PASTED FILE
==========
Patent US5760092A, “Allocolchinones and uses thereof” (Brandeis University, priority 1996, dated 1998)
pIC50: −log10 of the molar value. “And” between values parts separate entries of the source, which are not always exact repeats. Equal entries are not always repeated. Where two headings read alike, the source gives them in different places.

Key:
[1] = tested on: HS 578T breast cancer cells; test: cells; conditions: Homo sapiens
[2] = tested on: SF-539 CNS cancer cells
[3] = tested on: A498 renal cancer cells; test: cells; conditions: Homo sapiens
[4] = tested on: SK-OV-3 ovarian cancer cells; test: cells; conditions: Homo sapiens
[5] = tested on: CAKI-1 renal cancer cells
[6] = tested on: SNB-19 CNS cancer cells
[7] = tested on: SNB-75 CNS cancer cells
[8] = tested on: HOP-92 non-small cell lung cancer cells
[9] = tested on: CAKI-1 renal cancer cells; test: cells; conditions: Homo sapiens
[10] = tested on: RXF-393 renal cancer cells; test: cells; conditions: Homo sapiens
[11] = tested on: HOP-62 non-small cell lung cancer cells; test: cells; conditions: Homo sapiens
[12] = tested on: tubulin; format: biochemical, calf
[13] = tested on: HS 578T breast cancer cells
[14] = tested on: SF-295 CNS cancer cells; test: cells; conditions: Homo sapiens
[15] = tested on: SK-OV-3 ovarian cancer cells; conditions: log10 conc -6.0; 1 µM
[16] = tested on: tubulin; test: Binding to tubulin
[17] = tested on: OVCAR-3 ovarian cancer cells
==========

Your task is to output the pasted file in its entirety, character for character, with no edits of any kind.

Patent US5760092A, “Allocolchinones and uses thereof” (Brandeis University, priority 1996, dated 1998)
pIC50: −log10 of the molar value. “And” between values parts separate entries of the source, which are not always exact repeats. Equal entries are not always repeated. Where two headings read alike, the source gives them in different places.

Key:
[1] = tested on: HS 578T breast cancer cells; test: cells; conditions: Homo sapiens
[2] = tested on: SF-539 CNS cancer cells
[3] = tested on: A498 renal cancer cells; test: cells; conditions: Homo sapiens
[4] = tested on: SK-OV-3 ovarian cancer cells; test: cells; conditions: Homo sapiens
[5] = tested on: CAKI-1 renal cancer cells
[6] = tested on: SNB-19 CNS cancer cells
[7] = tested on: SNB-75 CNS cancer cells
[8] = tested on: HOP-92 non-small cell lung cancer cells
[9] = tested on: CAKI-1 renal cancer cells; test: cells; conditions: Homo sapiens
[10] = tested on: RXF-393 renal cancer cells; test: cells; conditions: Homo sapiens
[11] = tested on: HOP-62 non-small cell lung cancer cells; test: cells; conditions: Homo sapiens
[12] = tested on: tubulin; format: biochemical, calf
[13] = tested on: HS 578T breast cancer cells
[14] = tested on: SF-295 CNS cancer cells; test: cells; conditions: Homo sapiens
[15] = tested on: SK-OV-3 ovarian cancer cells; conditions: log10 conc -6.0; 1 µM
[16] = tested on: tubulin; test: Binding to tubulin
[17] = tested on: OVCAR-3 ovarian cancer cells